A lock icon in the search bar (or another kind of kite mark) is a visual cue that suggests that the data shared between the server and the browser is secure and encrypted.
If that communication is broken, messages can be intercepted. They can then be read by anyone and used in phishing attacks or other hacks.
If a website has a valid certificate, issued by certificate authorities, most web browsers (Chrome, Firefox, Safari or Microsoft Edge), will show the user a padlock next to the URL. IF doesn’t think this pattern works: we’ve only included it as a reference.
- Users don’t have to understand any of the underlying technology.
- Browsers like Chrome are phasing out these kinds of positive security indicators because they don’t work.
- Overstates how secure the connection between the browser and server is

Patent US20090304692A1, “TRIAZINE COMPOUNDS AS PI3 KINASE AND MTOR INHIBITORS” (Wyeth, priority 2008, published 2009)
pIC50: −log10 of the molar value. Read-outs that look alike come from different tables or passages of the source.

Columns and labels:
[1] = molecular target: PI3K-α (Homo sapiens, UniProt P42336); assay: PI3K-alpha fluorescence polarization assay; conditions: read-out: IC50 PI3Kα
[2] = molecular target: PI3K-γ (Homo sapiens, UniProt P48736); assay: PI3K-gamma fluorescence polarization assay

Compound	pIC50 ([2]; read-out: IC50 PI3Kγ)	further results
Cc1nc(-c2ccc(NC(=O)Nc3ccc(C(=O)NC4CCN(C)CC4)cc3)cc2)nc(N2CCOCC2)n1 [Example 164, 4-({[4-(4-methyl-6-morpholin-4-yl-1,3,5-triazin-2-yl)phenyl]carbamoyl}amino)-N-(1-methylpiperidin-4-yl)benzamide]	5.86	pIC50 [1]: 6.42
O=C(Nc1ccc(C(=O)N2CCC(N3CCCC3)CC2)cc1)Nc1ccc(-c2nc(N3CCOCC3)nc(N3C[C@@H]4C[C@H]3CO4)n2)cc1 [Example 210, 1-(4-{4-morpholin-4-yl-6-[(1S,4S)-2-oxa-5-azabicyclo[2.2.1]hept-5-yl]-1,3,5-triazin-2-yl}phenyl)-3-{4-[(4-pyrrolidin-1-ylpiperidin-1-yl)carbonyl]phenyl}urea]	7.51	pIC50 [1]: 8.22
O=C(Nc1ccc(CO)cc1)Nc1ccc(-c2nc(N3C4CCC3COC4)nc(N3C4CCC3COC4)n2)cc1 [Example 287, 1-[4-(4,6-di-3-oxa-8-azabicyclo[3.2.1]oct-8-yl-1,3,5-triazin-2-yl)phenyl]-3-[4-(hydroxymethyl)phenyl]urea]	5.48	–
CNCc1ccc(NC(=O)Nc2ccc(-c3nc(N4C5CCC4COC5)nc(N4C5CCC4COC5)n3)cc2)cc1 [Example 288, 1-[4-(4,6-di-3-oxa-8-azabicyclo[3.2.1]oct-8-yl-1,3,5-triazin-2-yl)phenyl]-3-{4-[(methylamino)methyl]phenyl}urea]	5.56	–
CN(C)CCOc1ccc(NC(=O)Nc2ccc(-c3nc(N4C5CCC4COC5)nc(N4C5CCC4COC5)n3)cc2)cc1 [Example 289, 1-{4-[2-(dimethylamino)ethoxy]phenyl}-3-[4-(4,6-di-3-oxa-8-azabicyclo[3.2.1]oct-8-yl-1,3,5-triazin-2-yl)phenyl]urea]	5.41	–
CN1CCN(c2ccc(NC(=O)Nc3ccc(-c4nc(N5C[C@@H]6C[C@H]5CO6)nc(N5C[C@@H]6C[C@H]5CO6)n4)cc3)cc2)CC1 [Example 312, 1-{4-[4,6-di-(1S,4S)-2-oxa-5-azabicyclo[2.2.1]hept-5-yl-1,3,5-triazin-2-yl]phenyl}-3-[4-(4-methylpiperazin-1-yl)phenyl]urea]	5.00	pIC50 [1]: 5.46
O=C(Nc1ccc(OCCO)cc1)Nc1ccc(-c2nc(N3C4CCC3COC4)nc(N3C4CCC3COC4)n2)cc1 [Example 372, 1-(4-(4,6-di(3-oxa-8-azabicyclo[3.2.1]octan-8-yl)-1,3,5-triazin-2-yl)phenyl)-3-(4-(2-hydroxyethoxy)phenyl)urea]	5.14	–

- Users don’t notice the icons or don’t fully understand what they mean. Safety should be the norm. If something is normal you don’t need a label telling you this.
- Positive indicators can be easily faked by malicious actors. If users see lock icons anywhere on screen they think websites can be trusted.
- Visual indicators won’t work for IoT devices and voice interfaces.
- Certificate Authorities that issue certificates have been hacked in the past. This meant legitimate certificates were issued for untrustworthy websites.
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